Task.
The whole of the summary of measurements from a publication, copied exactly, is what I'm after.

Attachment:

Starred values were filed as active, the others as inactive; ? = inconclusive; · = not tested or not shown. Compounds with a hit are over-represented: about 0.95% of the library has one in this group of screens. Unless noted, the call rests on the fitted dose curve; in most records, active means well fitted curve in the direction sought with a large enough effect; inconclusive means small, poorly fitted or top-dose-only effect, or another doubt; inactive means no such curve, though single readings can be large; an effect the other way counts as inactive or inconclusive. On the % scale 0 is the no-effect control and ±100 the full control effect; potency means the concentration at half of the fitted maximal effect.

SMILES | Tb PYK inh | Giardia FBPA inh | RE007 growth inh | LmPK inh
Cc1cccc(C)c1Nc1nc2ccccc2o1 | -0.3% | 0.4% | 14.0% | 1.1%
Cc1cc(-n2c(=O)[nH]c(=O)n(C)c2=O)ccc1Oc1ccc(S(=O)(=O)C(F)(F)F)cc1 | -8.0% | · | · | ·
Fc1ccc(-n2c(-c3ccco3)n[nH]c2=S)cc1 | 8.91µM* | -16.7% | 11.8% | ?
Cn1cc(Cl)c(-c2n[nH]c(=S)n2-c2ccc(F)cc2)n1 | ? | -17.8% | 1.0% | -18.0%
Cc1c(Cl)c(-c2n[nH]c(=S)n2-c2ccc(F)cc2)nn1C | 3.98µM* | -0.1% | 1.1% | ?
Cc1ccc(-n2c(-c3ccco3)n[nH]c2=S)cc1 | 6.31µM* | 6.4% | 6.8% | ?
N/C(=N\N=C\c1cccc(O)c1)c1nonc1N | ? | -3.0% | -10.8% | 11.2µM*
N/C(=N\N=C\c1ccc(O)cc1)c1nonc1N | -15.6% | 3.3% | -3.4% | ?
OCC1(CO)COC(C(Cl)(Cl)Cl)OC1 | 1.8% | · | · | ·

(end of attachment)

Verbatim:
Starred values were filed as active, the others as inactive; ? = inconclusive; · = not tested or not shown. Compounds with a hit are over-represented: about 0.95% of the library has one in this group of screens. Unless noted, the call rests on the fitted dose curve; in most records, active means well fitted curve in the direction sought with a large enough effect; inconclusive means small, poorly fitted or top-dose-only effect, or another doubt; inactive means no such curve, though single readings can be large; an effect the other way counts as inactive or inconclusive. On the % scale 0 is the no-effect control and ±100 the full control effect; potency means the concentration at half of the fitted maximal effect.

SMILES | Tb PYK inh | Giardia FBPA inh | RE007 growth inh | LmPK inh
Cc1cccc(C)c1Nc1nc2ccccc2o1 | -0.3% | 0.4% | 14.0% | 1.1%
Cc1cc(-n2c(=O)[nH]c(=O)n(C)c2=O)ccc1Oc1ccc(S(=O)(=O)C(F)(F)F)cc1 | -8.0% | · | · | ·
Fc1ccc(-n2c(-c3ccco3)n[nH]c2=S)cc1 | 8.91µM* | -16.7% | 11.8% | ?
Cn1cc(Cl)c(-c2n[nH]c(=S)n2-c2ccc(F)cc2)n1 | ? | -17.8% | 1.0% | -18.0%
Cc1c(Cl)c(-c2n[nH]c(=S)n2-c2ccc(F)cc2)nn1C | 3.98µM* | -0.1% | 1.1% | ?
Cc1ccc(-n2c(-c3ccco3)n[nH]c2=S)cc1 | 6.31µM* | 6.4% | 6.8% | ?
N/C(=N\N=C\c1cccc(O)c1)c1nonc1N | ? | -3.0% | -10.8% | 11.2µM*
N/C(=N\N=C\c1ccc(O)cc1)c1nonc1N | -15.6% | 3.3% | -3.4% | ?
OCC1(CO)COC(C(Cl)(Cl)Cl)OC1 | 1.8% | · | · | ·